Charlottesville Jany. 7th 1806
inclosd you will recive a note from Mr Dinsmore testifying the number of Bricks that I laid for you their is more Bricks laid than you supposd it would take to do your work owing to the Stone work of the Chimney being taken down and built with Brick as it will not suit you to pay Money until about the first of march I must try and wate until that time—I am Sorry that your price for Brown is more than I can afford to give as he apears to be verry anxious that I should buy him on account of the connection between him and my girl I would give Five hundred dollars for him or a boy as likely, and one hundred Dollars to boot on account of his trade though his trade will be no advantage to me as I shall never Carry it on If you will take the five hundred dollars that I offer or make the exchange you will let me know and if you prefer the exchange as soon as I can get a boy that will suit I will make it—I start in the morning to lexington Va where you will please to diret your letter if you should write to me—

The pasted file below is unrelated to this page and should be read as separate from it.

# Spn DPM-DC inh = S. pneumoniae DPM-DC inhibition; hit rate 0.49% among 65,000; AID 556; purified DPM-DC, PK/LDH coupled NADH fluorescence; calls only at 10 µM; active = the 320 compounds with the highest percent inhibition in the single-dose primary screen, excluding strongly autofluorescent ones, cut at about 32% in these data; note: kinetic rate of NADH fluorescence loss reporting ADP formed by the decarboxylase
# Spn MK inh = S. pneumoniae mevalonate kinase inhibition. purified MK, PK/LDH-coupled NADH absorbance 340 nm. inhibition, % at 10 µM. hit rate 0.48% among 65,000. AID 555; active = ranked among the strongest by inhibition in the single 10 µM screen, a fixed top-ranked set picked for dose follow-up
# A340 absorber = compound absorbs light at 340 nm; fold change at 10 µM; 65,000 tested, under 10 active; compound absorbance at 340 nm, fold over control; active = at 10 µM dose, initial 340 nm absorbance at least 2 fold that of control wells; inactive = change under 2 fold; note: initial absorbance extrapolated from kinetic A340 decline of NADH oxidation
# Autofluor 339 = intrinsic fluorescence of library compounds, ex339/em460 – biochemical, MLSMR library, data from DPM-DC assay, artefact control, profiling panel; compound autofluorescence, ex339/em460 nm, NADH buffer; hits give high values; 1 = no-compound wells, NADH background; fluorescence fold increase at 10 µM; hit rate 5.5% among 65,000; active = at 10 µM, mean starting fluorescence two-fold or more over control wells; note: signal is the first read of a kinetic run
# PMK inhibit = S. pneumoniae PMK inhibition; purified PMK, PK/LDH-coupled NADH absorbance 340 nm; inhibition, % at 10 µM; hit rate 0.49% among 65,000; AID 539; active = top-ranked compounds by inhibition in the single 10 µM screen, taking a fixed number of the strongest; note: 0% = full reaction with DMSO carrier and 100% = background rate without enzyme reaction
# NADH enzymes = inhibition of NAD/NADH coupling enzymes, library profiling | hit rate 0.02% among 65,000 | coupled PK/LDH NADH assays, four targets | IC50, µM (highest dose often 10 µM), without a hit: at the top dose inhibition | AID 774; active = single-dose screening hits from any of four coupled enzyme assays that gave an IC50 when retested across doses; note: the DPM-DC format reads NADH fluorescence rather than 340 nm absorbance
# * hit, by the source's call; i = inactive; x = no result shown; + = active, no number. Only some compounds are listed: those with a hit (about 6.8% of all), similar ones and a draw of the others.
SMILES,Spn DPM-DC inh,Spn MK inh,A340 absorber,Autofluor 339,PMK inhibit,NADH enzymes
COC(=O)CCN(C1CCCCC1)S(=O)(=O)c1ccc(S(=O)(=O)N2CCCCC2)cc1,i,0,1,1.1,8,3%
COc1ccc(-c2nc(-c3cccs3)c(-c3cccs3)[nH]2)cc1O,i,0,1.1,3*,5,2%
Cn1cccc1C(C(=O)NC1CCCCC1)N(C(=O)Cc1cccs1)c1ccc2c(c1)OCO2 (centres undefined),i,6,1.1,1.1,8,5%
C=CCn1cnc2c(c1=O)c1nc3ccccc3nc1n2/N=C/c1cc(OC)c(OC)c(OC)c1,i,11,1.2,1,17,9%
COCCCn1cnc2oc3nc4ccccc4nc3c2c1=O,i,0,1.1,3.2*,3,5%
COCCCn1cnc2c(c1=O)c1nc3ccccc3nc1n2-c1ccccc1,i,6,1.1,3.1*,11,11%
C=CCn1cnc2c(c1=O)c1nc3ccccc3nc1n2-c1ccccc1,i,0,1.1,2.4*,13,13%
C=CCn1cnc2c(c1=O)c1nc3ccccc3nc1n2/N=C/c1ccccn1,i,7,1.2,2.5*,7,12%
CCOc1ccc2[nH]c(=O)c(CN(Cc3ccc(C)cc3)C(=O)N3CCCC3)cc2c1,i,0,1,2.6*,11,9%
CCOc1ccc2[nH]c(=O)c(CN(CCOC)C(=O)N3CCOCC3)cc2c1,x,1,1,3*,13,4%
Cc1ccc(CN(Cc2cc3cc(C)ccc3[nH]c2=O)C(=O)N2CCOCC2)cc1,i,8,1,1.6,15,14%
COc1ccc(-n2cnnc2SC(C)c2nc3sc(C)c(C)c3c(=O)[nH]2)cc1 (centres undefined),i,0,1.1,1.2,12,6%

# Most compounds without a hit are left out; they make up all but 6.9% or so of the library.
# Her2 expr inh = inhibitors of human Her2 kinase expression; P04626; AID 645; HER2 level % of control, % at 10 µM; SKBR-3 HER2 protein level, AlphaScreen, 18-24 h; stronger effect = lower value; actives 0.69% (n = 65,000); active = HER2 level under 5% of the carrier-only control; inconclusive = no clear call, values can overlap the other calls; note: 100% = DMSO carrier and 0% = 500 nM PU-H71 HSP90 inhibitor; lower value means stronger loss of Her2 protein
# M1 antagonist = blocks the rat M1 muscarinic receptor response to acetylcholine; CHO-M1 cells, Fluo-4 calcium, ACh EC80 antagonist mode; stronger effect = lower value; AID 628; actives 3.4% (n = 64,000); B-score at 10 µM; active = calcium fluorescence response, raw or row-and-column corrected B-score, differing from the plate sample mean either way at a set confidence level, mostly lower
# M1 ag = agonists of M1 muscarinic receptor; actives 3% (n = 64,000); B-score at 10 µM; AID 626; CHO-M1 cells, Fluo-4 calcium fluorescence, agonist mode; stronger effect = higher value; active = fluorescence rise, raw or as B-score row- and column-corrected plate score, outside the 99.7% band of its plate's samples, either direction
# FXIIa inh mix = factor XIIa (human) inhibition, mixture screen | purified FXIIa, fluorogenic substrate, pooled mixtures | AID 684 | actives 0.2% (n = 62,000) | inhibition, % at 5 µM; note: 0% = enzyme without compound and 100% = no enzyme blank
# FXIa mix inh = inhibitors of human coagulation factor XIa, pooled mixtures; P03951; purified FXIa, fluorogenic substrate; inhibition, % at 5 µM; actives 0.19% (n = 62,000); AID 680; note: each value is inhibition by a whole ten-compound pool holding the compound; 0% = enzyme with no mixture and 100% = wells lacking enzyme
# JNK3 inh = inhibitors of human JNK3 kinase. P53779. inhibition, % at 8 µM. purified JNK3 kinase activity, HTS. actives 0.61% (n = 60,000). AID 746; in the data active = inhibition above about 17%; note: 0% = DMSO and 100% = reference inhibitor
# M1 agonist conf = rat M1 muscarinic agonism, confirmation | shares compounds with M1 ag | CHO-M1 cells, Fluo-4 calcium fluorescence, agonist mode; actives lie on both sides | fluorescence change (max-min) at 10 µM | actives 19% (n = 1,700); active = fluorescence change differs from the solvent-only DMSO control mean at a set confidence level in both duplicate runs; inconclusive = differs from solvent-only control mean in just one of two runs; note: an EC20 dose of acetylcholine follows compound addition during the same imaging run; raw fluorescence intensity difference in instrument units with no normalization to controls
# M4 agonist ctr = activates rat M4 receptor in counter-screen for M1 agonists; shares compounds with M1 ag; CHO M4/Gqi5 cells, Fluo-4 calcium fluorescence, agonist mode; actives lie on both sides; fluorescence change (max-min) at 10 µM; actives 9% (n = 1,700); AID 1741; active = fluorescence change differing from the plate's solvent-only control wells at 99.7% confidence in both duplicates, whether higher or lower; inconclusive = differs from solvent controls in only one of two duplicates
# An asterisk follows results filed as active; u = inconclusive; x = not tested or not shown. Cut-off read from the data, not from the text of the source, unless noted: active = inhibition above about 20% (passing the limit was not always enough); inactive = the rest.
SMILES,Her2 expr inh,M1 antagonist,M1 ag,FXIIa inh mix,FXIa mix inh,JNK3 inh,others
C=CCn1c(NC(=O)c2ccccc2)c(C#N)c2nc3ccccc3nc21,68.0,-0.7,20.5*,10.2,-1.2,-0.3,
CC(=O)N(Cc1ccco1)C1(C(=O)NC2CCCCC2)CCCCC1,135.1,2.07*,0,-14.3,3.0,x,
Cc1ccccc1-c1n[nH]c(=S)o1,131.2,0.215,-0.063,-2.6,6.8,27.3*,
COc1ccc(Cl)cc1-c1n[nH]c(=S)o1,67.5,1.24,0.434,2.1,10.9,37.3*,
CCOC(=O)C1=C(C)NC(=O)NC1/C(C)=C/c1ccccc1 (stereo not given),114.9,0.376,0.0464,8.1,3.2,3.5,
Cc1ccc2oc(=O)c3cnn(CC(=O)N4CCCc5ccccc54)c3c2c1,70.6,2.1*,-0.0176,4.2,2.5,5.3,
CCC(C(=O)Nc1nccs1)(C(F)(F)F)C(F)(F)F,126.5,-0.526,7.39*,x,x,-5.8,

I am Si Yr Obst
MHi: Coolidge Collection.
Jany 3d 1806
The Subscriber hath Measured the Brick work done by John Jordan, for Thomas Jefferson at Monticell and finds it to contain twenty Eight thousand Eight hundred & Eighty Bricks—